(EDITED FOR CLARITY) I have been looking around, and I can't seem the find the answer to my question. Apologies if it has been hiding in plain sight.

In order to obtain school district-level information, I have been using American Community Survey data obtained from American FactFinder. Variables I am pulling include demographic characteristics such as median income and percent of citizens over 65 years old. Five-year estimate American Community Survey data are provided for all geographic regions, whereas one-year estimate data are not provided for smaller regions. As such, there are estimates from 2005-2009, 2006-2010, etc. I understand that these data represent reliable estimates for geographies over a period and should not be used as estimates for a single year of data. (Also, note that I am not thinking yet about the standard errors in this question.)

How, then, can we use these data in data analyses where other data sources are available at the year level? Note that I do not want to use the one-year estimates because of reliability and availability reasons.

PART A: For example, if we want to use median income in a model for 2009, and we use the five-year estimates from ACS, which year would we use? 2005-2009? 2006-2010?

PART B: Let's say we use 2005-2009. I know from the documentation that we should not pretend as if any of the period data represent data from a single year. Would it be accurate to say, in this example model, that using 2005-2009 estimate median income data as a covariate would be "controlling for approximated median income data from the last five year period"?

PART C: AND, if that is the case, we are missing out on larger year-to-year changes, since the five-year estimates smooth the data trends. In this case, should we maybe then run limited models using one-year estimates as robustness checks?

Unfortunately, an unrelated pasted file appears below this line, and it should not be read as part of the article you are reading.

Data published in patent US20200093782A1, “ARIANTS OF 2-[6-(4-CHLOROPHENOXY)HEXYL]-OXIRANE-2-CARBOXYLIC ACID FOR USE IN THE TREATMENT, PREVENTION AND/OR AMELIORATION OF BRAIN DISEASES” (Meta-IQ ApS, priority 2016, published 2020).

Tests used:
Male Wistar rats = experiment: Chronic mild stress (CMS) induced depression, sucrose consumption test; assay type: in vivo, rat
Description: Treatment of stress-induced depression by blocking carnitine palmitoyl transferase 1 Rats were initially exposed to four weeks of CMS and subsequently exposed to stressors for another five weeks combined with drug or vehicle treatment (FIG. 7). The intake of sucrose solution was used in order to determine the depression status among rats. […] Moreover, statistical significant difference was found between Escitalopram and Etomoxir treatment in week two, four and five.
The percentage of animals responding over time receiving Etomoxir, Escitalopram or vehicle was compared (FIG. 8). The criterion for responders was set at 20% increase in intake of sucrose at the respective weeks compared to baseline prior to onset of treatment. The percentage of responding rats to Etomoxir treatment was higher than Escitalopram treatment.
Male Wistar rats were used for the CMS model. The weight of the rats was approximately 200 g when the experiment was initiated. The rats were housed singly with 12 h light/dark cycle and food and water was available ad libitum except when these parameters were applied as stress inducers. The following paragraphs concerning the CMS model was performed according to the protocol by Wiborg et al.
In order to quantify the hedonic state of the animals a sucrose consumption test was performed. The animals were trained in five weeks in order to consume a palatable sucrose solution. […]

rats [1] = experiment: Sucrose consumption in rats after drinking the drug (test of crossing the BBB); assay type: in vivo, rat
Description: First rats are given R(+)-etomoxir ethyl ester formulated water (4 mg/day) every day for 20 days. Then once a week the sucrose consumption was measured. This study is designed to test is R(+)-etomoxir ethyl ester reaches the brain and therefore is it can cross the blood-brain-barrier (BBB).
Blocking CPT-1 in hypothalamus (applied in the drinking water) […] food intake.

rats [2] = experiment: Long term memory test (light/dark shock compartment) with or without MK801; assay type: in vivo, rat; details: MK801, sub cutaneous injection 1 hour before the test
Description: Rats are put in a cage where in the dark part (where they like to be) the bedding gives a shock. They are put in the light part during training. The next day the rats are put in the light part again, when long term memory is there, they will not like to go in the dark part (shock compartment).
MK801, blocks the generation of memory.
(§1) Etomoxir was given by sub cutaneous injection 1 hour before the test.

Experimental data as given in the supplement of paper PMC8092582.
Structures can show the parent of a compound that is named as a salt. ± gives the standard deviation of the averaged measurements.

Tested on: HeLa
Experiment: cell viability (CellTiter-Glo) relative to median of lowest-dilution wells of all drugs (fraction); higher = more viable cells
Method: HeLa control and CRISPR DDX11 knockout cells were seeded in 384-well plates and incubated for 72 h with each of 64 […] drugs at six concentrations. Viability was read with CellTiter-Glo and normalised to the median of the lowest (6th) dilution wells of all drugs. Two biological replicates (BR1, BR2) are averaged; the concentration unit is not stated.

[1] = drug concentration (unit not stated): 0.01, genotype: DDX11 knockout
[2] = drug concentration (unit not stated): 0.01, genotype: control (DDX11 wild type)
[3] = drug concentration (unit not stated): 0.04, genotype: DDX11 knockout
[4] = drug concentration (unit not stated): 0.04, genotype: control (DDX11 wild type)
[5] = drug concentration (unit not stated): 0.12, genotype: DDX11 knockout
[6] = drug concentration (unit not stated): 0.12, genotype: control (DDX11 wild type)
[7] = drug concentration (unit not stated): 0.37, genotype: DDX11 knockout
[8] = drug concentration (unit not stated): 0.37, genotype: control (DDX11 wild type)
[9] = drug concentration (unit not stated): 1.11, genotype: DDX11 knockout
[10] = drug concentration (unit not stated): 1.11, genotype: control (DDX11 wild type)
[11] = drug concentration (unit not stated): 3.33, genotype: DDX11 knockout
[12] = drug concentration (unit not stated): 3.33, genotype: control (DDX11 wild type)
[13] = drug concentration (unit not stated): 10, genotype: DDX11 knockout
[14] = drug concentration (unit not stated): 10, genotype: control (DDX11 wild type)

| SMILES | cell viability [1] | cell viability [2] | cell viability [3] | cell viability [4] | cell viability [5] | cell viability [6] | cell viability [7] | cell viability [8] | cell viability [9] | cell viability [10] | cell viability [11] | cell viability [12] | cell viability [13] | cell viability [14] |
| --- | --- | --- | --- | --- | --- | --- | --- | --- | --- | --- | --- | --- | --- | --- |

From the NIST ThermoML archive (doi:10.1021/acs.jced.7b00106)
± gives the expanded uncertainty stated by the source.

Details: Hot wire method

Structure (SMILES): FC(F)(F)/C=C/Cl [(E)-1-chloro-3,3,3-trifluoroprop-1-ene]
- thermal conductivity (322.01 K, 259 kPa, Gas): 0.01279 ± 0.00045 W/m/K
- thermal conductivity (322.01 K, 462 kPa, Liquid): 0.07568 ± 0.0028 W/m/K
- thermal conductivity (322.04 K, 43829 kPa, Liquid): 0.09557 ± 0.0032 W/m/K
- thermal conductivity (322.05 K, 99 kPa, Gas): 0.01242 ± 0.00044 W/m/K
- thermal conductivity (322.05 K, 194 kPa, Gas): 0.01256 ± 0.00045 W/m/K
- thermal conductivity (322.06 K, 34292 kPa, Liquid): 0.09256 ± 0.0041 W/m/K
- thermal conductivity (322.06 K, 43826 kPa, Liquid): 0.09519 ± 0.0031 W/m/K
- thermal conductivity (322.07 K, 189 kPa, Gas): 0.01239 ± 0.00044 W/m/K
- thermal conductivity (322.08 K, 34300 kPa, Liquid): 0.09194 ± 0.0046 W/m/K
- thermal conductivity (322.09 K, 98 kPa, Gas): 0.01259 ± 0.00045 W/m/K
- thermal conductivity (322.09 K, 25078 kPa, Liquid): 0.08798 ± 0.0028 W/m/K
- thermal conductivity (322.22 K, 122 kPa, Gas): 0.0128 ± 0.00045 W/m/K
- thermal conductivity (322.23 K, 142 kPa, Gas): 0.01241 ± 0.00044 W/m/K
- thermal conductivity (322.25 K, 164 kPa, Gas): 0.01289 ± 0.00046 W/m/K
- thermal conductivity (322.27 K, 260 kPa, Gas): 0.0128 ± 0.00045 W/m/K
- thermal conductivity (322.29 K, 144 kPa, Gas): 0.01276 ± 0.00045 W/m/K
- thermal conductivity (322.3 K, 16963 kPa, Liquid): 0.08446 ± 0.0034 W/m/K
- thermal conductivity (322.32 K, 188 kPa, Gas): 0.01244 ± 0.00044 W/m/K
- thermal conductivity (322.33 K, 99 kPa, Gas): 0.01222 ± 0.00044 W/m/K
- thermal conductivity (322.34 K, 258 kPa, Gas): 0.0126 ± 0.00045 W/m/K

(Does anyone have any resources with people using census data in this way?)

Note: I have thus far been downloading data from American Factfinder because I need it at the school district level.


1 Answer 1


Without knowing the goals and details of your model, I probably could not answer the question fully, so here are just some tentative suggestions.

There are cases to use, say, ACS 2006--10 income data to construct some income measure for 2010. See here for an example, and I quote:

The other substantial change in the methodology is the replacement of the decennial 2000 sample estimates of school-age poverty as one of the inputs to the school district estimation process with estimates derived from the latest five-year sample of the American Community Survey (ACS 2006-10). In the 2010 decennial census, no long-form survey questions were included. This decennial sample data has now been replaced by the continuous measurement ACS. So the SAIPE program also replaced the decennial sample estimates as an input to the school district process.